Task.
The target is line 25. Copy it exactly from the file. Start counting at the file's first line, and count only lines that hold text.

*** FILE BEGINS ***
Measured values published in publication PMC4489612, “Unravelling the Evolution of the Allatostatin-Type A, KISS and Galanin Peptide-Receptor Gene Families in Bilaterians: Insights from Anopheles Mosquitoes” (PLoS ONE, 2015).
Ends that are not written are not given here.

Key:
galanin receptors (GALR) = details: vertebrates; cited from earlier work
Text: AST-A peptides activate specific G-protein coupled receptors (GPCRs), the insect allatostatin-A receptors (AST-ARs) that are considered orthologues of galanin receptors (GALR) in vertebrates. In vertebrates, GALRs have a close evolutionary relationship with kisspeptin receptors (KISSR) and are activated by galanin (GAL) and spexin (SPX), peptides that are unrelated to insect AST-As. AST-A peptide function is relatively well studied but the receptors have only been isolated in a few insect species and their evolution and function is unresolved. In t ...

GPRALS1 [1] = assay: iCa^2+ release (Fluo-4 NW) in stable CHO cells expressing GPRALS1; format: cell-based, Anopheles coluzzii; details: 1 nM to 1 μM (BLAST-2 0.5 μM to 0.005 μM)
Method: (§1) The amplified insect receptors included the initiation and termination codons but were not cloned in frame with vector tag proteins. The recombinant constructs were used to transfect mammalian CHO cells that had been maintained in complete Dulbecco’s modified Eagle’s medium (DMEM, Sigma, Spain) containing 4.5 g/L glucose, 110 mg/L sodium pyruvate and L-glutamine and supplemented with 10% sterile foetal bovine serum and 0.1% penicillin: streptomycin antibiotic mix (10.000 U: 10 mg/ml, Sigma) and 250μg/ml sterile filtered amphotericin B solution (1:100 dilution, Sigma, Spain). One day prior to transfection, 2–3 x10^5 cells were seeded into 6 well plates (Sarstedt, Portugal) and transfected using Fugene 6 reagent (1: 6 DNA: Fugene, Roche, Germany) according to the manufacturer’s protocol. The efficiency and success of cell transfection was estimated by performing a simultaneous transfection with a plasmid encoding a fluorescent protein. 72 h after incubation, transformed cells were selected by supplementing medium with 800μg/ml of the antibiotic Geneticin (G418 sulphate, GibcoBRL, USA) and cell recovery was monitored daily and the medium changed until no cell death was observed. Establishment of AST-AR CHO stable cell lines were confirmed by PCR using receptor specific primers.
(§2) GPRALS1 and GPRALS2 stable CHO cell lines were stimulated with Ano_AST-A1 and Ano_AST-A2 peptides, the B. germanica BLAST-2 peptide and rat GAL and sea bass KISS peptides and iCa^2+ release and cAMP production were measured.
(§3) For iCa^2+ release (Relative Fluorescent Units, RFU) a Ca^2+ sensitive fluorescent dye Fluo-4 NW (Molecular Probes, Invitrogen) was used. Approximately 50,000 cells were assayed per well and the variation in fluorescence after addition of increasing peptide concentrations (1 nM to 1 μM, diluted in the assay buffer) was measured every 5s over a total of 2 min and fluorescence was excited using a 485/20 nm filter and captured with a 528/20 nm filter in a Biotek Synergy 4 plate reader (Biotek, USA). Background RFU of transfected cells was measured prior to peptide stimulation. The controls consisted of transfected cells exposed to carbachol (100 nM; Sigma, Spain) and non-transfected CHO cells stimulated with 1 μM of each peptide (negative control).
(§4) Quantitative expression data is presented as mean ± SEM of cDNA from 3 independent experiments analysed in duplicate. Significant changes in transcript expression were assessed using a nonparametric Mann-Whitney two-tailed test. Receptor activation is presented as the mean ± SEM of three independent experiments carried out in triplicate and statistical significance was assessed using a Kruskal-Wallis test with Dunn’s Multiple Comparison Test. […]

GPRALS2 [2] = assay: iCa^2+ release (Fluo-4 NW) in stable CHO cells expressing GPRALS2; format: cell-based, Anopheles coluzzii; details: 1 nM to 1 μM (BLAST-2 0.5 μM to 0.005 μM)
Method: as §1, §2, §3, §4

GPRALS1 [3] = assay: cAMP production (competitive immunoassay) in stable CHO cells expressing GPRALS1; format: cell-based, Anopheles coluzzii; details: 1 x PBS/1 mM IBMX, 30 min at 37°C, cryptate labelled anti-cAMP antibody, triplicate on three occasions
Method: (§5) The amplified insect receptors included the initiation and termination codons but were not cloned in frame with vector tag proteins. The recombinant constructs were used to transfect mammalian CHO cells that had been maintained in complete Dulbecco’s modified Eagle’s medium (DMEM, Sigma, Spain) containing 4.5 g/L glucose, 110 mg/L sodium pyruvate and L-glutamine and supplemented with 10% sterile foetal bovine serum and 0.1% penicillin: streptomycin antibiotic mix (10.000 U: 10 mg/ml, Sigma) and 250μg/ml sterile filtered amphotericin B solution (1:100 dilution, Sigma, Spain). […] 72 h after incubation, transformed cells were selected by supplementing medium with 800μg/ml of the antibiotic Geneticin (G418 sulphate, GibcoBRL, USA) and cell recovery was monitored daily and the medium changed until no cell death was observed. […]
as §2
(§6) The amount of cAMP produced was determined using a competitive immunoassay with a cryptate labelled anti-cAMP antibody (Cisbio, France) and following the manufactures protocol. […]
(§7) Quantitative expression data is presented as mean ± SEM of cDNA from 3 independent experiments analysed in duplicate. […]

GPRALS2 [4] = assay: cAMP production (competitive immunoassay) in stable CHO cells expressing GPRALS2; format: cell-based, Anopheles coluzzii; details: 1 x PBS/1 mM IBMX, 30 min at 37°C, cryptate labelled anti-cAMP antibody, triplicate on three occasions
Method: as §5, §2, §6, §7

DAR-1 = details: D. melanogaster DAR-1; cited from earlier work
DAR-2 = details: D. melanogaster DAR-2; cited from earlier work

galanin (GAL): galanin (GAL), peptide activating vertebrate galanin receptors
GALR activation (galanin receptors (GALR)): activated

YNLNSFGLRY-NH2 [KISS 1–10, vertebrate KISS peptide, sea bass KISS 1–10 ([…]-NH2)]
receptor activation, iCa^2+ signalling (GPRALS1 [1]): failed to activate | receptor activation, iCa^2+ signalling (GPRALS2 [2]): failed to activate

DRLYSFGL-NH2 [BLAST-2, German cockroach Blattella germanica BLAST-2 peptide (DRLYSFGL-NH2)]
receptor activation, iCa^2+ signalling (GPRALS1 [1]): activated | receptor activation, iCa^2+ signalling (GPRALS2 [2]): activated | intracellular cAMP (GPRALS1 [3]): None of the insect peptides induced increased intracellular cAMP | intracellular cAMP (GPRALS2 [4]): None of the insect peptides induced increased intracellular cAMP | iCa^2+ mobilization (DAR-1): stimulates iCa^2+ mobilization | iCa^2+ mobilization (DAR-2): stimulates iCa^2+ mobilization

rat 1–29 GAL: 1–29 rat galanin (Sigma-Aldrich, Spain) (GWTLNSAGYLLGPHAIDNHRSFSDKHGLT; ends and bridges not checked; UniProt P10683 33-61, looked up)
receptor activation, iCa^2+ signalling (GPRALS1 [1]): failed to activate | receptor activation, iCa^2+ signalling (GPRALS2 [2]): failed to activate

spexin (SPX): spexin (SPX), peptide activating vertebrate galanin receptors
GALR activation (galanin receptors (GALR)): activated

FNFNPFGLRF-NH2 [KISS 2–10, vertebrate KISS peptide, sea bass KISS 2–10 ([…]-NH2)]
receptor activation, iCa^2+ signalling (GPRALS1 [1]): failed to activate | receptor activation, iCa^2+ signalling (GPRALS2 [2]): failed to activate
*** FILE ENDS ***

receptor activation, iCa^2+ signalling (GPRALS1 [1]): failed to activate | receptor activation, iCa^2+ signalling (GPRALS2 [2]): failed to activate